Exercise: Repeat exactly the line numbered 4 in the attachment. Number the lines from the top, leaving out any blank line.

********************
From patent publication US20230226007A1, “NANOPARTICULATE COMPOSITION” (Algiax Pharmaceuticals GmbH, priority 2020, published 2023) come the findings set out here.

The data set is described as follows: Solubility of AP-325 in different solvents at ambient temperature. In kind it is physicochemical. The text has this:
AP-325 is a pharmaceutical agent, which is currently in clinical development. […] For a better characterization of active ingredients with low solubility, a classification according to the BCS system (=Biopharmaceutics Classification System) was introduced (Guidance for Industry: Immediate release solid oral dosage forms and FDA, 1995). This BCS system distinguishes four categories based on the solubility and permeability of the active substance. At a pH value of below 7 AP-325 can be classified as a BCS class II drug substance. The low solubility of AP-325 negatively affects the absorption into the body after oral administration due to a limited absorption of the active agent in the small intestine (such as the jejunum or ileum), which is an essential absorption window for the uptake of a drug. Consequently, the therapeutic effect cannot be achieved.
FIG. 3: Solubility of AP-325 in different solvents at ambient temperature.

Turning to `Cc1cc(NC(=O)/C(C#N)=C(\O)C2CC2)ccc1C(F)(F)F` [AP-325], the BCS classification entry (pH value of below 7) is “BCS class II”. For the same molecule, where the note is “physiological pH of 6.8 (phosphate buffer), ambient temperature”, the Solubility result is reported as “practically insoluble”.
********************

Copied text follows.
FIG. 3: Solubility of AP-325 in different solvents at ambient temperature.